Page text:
Saturday, November 28, 2009

Bug Of The Month - Peacock Spider ( Maratus volans )

The Peacock spider or Gliding spider (Maratus volans) is a species of jumping spider. The red, blue and black colored males have flap-like extensions of the abdomen with white hairs that can be folded down.

They are used for display during mating the male raises his abdomen, then expands and raises the flaps so that the abdomen forms a white-fringed, circular field of color. The species, and indeed the whole genus Maratus have been compared to peacocks in this respect.

The third pair of legs is also raised for display, showing a brush of black hairs and white tips. While approaching the female, the male will then vibrate raised legs and tail, and dance from side to side.

~ Wikipedia

I found out about these fascinating things not too long ago and I wanted to find out more about them naturally so here you go.

Apparently they're tiny little things. I would like to see these in person though.

Wednesday, November 25, 2009


Holy shit! WE'RE DOOMED!

Enjoy the vid.

Friday, November 13, 2009

Super Butterfly Vs Mantis

I thought this was cute.

I guess this is what happens when you feed butterflies energy drinks.

Tuesday, November 10, 2009

Who's Your Daddy?

I thought this was cute.

They can regrow their lost limbs too. I love these things.

Monday, November 09, 2009

Simply Amazing

Sometimes referred to as “land lobsters” or “walking sausages,” the Lord Howe stick insect is considered the rarest insect in the world.

Believed extinct since 1930 after being wiped off its only known native habitat on Lord Howe Island, the enormous insect was rediscovered in 2001 when fewer than 30 individuals were found living underneath a single shrub on the small islet of Ball's Pyramid, the world's tallest and most isolated sea stack.

I certainly hope that they'll be able to make a comeback. Photo and info from Mother Nature Network.

Sunday, November 08, 2009

The Forest Bug Pentatoma rufipes

The forest bug (Pentatoma rufipes) is a species of shield bug in the family Pentatomidae It is a common and widespread species found in forests and woodlands worldwide. It is shiny dark brown with red-orange markings on its body and bright orange legs. It is shaped like an escutcheon-type shield, flat, and about 14 mm in length. Its distinguishing characteristic is a pair of plates extending forward from the shoulders at the front of its dorsal thorax.

The forest bug's main food source is any of several species of oak. It is a sap-feeder and uses piercing mouthparts to withdraw the liquid. It can also be found on other species of deciduous trees. The forest bug is also an agricutural and garden pest, as it will not hesitate to feed on fruit and nut trees. Occasionally it will consume other insects.

Adults lay eggs during the summer in the cracks of tree bark, and the larvae hatch the following spring.

~ Wikipedia

Thursday, November 05, 2009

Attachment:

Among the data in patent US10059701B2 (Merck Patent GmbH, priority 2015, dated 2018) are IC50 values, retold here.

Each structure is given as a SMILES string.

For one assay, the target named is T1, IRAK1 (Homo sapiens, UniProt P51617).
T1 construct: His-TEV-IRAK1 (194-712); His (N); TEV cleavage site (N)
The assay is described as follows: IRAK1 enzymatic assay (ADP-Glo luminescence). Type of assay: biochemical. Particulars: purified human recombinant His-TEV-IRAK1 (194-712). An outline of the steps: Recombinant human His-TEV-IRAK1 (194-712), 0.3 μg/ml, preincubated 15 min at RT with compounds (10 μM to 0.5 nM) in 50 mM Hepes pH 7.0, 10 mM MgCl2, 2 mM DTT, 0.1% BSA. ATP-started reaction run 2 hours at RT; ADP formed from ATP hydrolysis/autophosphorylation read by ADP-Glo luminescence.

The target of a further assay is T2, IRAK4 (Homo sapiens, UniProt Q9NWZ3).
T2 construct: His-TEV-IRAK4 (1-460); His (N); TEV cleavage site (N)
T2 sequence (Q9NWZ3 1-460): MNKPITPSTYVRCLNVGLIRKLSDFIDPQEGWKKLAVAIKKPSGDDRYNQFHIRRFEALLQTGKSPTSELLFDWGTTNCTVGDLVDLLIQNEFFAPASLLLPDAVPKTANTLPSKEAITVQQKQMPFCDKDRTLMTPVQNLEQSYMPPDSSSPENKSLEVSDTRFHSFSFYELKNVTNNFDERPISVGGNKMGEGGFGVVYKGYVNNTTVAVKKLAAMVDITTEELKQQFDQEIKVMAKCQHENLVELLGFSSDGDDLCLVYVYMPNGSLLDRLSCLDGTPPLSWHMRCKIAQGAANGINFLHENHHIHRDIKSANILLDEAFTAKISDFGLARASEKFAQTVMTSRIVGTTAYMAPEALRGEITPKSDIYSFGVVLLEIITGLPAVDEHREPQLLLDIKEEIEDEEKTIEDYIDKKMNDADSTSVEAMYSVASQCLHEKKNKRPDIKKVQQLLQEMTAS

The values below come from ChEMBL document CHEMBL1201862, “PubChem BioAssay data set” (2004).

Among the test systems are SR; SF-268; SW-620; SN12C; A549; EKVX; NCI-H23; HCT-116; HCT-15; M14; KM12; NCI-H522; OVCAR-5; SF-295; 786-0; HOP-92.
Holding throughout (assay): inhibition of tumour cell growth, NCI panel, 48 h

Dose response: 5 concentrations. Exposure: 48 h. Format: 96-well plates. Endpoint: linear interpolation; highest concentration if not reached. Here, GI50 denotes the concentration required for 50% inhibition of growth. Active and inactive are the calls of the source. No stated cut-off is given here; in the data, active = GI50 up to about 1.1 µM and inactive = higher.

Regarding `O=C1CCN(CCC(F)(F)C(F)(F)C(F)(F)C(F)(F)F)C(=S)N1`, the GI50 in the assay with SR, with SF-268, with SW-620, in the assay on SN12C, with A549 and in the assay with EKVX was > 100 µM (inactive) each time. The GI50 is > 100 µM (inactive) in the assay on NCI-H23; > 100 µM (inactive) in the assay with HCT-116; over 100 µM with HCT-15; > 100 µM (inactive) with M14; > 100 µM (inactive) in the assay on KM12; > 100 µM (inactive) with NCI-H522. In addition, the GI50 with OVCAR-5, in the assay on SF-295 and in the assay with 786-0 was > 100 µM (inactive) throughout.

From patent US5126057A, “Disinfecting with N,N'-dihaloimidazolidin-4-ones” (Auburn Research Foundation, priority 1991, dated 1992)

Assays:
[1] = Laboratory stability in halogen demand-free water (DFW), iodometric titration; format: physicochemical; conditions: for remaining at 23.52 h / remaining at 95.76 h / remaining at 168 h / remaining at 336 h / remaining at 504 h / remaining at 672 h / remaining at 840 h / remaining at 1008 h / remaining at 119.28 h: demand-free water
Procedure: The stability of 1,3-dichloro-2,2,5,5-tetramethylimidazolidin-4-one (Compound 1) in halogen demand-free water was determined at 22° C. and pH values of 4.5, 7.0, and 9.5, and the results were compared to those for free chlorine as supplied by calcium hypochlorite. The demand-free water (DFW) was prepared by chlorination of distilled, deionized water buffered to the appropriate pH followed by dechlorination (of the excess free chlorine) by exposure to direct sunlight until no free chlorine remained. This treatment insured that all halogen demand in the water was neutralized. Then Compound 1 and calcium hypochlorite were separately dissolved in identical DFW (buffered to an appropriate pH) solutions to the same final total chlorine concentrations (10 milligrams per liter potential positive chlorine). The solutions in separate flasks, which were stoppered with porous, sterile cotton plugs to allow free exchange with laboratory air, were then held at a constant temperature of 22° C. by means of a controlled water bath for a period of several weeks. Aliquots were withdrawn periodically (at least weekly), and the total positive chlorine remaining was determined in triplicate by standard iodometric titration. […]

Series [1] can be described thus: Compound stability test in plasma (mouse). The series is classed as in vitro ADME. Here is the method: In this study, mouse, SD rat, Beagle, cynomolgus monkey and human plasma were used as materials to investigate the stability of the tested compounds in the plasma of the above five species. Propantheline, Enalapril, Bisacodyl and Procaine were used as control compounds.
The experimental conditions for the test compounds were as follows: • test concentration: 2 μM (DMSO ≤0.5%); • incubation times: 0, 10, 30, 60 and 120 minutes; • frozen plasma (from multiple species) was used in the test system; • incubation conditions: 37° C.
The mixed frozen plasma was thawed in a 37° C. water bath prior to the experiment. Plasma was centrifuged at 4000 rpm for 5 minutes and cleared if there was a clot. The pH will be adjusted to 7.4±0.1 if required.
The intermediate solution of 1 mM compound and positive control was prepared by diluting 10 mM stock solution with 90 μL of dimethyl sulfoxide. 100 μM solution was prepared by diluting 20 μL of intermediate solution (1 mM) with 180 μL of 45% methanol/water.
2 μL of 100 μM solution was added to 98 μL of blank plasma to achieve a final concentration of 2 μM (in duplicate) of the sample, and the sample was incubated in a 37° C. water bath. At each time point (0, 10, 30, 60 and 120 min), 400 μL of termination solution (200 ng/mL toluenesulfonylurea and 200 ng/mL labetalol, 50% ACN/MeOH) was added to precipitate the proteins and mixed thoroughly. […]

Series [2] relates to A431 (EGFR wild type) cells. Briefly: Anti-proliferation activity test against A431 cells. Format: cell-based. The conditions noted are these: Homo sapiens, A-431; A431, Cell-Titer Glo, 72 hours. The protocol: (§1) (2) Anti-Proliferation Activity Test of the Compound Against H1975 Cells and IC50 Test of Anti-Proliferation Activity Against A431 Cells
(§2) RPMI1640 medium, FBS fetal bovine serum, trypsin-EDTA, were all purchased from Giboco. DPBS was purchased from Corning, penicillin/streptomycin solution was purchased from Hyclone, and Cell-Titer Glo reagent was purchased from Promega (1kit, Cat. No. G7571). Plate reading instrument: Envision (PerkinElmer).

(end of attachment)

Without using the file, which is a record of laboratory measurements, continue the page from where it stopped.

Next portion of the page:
Rhaphigaster nebulosa

The bug feeds on various broadleaved woody plants. Occasionally it sucks on dead insects. In late spring the female sticks around 40 eggs in lines or discs on different parts of plants. The young bugs which hatch vary in colour and are flightless. Wing stumps are only recognisable after the third nymph stage. To protect against predators, young bugs have stink glands on their back; in the case of adults, these are to be found on the underside of the thorax. If threatened, a strong-smelling secretion is released. They are not good fliers; their sluggish flight makes loud humming noises.

This species displays diurnal, thermophilic activity. As with most Pentatomidae, it produces only one generation per year. It likes to overwinter on walls covered with ivy. In its search for suitable winter quarters (splits and cracks) it often unwittingly finds its way into houses.

This species produces a plethora of eggs when disturbed in its habitat. Angering or threatening the bug produces an off white colored secretion which can be harmful if swallowed. The chemicals in the secretion allow the eggs to continue to fertilize in any environment, even those which are highly acidic/basic. To prevent these excretions, this bug should not be killed by any means.

~ Wikipedia

This is good to know if I ever go to Europe. See mom? Some bugs shouldn't be killed. XD

Sunday, November 01, 2009

Blue Shield Bug Zicrona caerulea

The name of the Blue Bug is very well chosen. For usually it is greenish blue metallic. Like so many other animals with metallic colouring, the colour may vary. In this case it may be greenish, copperlike, blue or lilac. This depends on the reflection of the light. But usually the Blue Bug doesn't show a lot of variation in colouring. The larvae are very different. They are black with patches of red on the abdomen. Adult Blue Bugs are capable of flying, but rarely do so. Reaching a length of 5 to 8mm, this is our smallest Shield Bug. Often it isn't even noticed, because of the size and the reclusive conduct.

The first Blue Bug larvae are usually seen in late spring. Like the adults they suck on insect larvae, as well as on plants. In our garden they hunt for the larvae of Altica oleracea mainly. That is a small, blueish Leaf Beetle that lives on our Primroses in great numbers. The Blue Bug will not visit all gardens, though, for it loves heaths, moors and the edges of forests and is only found nearby such areas.

~ Garden Safari

I think they are beautiful. I never thought that there were blue shield bugs but if they're blue lady bugs then I think that anything is possible.

It's just a matter of finding out about it. Enjoy Photo not mine obviously. Copy right infringement not intended.